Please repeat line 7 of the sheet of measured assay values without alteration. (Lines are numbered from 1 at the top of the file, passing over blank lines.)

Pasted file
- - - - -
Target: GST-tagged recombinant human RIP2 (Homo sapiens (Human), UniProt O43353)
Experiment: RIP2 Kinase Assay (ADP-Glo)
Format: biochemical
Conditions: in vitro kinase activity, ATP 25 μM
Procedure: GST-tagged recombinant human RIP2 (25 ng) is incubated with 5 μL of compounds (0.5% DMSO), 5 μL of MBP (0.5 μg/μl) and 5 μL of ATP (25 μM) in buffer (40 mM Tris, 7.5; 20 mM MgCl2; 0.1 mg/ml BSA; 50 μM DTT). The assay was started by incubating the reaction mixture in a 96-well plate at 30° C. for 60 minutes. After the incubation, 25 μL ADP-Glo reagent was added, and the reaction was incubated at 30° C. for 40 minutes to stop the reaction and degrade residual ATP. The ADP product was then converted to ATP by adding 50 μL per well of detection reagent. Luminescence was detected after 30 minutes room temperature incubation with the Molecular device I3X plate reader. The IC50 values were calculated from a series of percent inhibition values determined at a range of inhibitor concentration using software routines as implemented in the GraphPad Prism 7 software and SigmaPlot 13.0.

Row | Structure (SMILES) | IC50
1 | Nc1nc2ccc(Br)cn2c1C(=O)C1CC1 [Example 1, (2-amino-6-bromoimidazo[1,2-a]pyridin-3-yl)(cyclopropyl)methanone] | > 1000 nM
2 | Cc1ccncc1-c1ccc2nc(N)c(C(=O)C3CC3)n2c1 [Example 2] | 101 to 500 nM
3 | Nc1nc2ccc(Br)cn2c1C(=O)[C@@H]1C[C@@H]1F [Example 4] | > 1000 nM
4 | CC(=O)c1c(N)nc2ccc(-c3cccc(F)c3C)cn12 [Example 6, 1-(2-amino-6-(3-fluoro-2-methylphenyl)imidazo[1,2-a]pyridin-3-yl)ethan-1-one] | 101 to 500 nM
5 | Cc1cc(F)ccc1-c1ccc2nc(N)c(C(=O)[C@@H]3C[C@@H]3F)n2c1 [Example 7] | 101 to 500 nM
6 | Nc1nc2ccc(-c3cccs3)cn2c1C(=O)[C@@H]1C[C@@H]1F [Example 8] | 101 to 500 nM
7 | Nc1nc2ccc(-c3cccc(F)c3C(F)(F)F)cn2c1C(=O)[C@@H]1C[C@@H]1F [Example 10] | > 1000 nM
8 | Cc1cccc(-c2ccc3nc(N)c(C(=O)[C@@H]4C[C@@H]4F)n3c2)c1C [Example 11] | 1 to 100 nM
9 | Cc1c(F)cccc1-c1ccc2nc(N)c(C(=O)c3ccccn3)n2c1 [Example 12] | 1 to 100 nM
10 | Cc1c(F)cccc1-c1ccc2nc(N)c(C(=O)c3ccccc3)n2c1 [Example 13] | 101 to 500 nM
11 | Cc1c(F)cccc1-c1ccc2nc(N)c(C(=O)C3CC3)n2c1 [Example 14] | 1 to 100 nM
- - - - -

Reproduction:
1 | Nc1nc2ccc(Br)cn2c1C(=O)C1CC1 [Example 1, (2-amino-6-bromoimidazo[1,2-a]pyridin-3-yl)(cyclopropyl)methanone] | > 1000 nM